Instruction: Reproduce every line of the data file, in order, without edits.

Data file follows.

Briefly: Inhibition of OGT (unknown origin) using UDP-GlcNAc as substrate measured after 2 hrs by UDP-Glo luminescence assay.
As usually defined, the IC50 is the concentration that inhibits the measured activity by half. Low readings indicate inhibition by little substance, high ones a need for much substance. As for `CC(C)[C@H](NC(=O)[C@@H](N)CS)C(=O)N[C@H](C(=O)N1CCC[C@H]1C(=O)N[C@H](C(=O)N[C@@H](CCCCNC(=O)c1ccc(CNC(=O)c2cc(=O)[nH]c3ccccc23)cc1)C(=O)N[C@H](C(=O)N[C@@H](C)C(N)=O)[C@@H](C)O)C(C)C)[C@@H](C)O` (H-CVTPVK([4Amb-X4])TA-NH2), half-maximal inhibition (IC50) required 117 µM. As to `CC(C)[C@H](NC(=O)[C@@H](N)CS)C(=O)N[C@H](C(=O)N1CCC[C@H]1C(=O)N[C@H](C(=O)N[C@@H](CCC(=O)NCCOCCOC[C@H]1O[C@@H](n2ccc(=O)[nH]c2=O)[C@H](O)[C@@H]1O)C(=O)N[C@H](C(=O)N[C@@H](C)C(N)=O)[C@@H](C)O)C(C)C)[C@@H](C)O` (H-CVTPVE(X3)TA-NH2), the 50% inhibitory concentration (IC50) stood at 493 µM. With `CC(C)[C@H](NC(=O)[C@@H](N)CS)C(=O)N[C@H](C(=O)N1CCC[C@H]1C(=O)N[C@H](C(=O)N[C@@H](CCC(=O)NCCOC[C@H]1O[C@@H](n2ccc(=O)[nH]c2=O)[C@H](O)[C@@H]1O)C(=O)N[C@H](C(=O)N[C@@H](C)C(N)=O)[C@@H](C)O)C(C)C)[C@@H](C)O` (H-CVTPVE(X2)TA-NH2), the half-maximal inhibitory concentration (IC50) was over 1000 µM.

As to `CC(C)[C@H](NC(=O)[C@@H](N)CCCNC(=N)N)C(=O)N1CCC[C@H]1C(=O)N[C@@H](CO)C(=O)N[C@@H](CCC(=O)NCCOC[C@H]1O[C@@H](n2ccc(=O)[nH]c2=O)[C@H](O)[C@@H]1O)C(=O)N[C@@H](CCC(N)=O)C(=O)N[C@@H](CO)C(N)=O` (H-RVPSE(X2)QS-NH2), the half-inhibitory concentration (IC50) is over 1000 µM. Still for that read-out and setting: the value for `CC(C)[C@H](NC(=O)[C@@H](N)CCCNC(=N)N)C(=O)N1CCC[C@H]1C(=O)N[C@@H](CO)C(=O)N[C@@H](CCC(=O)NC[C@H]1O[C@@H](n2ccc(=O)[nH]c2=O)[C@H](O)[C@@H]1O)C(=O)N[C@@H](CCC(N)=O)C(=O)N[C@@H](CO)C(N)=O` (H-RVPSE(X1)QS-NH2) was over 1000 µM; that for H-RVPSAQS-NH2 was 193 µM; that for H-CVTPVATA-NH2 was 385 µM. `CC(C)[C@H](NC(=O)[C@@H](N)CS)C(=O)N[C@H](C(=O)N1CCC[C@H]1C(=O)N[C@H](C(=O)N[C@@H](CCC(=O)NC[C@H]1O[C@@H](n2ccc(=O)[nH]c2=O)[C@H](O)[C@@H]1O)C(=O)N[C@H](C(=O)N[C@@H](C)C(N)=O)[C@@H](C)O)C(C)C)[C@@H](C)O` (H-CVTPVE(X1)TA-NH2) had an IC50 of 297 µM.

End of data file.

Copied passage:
Briefly: Inhibition of OGT (unknown origin) using UDP-GlcNAc as substrate measured after 2 hrs by UDP-Glo luminescence assay.
As usually defined, the IC50 is the concentration that inhibits the measured activity by half. Low readings indicate inhibition by little substance, high ones a need for much substance. As for `CC(C)[C@H](NC(=O)[C@@H](N)CS)C(=O)N[C@H](C(=O)N1CCC[C@H]1C(=O)N[C@H](C(=O)N[C@@H](CCCCNC(=O)c1ccc(CNC(=O)c2cc(=O)[nH]c3ccccc23)cc1)C(=O)N[C@H](C(=O)N[C@@H](C)C(N)=O)[C@@H](C)O)C(C)C)[C@@H](C)O` (H-CVTPVK([4Amb-X4])TA-NH2), half-maximal inhibition (IC50) required 117 µM. As to `CC(C)[C@H](NC(=O)[C@@H](N)CS)C(=O)N[C@H](C(=O)N1CCC[C@H]1C(=O)N[C@H](C(=O)N[C@@H](CCC(=O)NCCOCCOC[C@H]1O[C@@H](n2ccc(=O)[nH]c2=O)[C@H](O)[C@@H]1O)C(=O)N[C@H](C(=O)N[C@@H](C)C(N)=O)[C@@H](C)O)C(C)C)[C@@H](C)O` (H-CVTPVE(X3)TA-NH2), the 50% inhibitory concentration (IC50) stood at 493 µM. With `CC(C)[C@H](NC(=O)[C@@H](N)CS)C(=O)N[C@H](C(=O)N1CCC[C@H]1C(=O)N[C@H](C(=O)N[C@@H](CCC(=O)NCCOC[C@H]1O[C@@H](n2ccc(=O)[nH]c2=O)[C@H](O)[C@@H]1O)C(=O)N[C@H](C(=O)N[C@@H](C)C(N)=O)[C@@H](C)O)C(C)C)[C@@H](C)O` (H-CVTPVE(X2)TA-NH2), the half-maximal inhibitory concentration (IC50) was over 1000 µM.

As to `CC(C)[C@H](NC(=O)[C@@H](N)CCCNC(=N)N)C(=O)N1CCC[C@H]1C(=O)N[C@@H](CO)C(=O)N[C@@H](CCC(=O)NCCOC[C@H]1O[C@@H](n2ccc(=O)[nH]c2=O)[C@H](O)[C@@H]1O)C(=O)N[C@@H](CCC(N)=O)C(=O)N[C@@H](CO)C(N)=O` (H-RVPSE(X2)QS-NH2), the half-inhibitory concentration (IC50) is over 1000 µM. Still for that read-out and setting: the value for `CC(C)[C@H](NC(=O)[C@@H](N)CCCNC(=N)N)C(=O)N1CCC[C@H]1C(=O)N[C@@H](CO)C(=O)N[C@@H](CCC(=O)NC[C@H]1O[C@@H](n2ccc(=O)[nH]c2=O)[C@H](O)[C@@H]1O)C(=O)N[C@@H](CCC(N)=O)C(=O)N[C@@H](CO)C(N)=O` (H-RVPSE(X1)QS-NH2) was over 1000 µM; that for H-RVPSAQS-NH2 was 193 µM; that for H-CVTPVATA-NH2 was 385 µM. `CC(C)[C@H](NC(=O)[C@@H](N)CS)C(=O)N[C@H](C(=O)N1CCC[C@H]1C(=O)N[C@H](C(=O)N[C@@H](CCC(=O)NC[C@H]1O[C@@H](n2ccc(=O)[nH]c2=O)[C@H](O)[C@@H]1O)C(=O)N[C@H](C(=O)N[C@@H](C)C(N)=O)[C@@H](C)O)C(C)C)[C@@H](C)O` (H-CVTPVE(X1)TA-NH2) had an IC50 of 297 µM.